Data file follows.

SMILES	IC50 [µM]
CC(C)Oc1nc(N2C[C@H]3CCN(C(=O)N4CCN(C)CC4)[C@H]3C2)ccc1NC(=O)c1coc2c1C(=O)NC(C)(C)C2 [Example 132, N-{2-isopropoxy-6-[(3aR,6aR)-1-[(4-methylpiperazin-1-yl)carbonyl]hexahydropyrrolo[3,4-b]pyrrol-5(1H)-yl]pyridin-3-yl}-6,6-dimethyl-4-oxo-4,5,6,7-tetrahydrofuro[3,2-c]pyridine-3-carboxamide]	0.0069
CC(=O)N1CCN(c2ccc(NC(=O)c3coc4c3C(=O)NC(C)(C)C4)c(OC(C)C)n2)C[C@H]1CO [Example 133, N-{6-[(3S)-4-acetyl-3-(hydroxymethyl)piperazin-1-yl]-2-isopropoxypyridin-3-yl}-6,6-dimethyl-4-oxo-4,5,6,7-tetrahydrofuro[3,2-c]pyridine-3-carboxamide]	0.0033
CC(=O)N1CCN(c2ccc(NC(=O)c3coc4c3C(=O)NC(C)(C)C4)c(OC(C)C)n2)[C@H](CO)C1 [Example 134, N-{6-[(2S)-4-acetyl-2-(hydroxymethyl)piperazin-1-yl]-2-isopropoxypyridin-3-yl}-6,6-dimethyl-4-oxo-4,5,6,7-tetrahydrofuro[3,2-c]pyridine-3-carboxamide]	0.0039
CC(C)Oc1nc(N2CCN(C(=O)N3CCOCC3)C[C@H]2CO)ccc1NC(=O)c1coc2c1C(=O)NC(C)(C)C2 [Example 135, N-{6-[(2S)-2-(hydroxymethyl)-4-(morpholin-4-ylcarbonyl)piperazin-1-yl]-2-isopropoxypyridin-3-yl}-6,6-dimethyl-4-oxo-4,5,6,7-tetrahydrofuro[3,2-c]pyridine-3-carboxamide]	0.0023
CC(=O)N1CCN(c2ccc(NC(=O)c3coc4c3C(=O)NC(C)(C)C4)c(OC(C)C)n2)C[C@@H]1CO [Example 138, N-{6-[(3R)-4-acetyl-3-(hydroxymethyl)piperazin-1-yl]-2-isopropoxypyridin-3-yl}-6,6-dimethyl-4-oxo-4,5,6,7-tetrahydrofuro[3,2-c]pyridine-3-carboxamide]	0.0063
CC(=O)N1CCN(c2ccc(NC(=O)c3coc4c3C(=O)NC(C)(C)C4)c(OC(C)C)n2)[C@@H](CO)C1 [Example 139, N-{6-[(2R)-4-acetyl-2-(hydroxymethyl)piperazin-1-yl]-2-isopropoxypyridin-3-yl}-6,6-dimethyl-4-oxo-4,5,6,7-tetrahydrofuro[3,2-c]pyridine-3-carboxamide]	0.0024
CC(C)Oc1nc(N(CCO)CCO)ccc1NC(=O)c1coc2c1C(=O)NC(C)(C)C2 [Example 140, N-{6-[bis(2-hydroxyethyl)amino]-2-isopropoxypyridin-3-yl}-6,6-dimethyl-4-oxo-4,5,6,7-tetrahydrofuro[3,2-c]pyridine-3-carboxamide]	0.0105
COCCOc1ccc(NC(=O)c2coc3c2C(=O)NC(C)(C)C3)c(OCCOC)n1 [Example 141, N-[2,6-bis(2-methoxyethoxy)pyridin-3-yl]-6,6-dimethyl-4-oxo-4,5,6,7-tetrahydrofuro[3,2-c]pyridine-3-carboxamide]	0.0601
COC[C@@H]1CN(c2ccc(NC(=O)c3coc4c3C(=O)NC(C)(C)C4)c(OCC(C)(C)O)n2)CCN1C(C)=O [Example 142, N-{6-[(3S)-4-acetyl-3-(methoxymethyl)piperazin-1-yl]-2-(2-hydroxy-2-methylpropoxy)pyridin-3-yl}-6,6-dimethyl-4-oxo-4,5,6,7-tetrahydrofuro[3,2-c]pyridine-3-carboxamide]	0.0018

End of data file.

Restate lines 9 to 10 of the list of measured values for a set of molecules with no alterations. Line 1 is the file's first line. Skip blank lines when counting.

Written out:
COCCOc1ccc(NC(=O)c2coc3c2C(=O)NC(C)(C)C3)c(OCCOC)n1 [Example 141, N-[2,6-bis(2-methoxyethoxy)pyridin-3-yl]-6,6-dimethyl-4-oxo-4,5,6,7-tetrahydrofuro[3,2-c]pyridine-3-carboxamide]	0.0601
COC[C@@H]1CN(c2ccc(NC(=O)c3coc4c3C(=O)NC(C)(C)C4)c(OCC(C)(C)O)n2)CCN1C(C)=O [Example 142, N-{6-[(3S)-4-acetyl-3-(methoxymethyl)piperazin-1-yl]-2-(2-hydroxy-2-methylpropoxy)pyridin-3-yl}-6,6-dimethyl-4-oxo-4,5,6,7-tetrahydrofuro[3,2-c]pyridine-3-carboxamide]	0.0018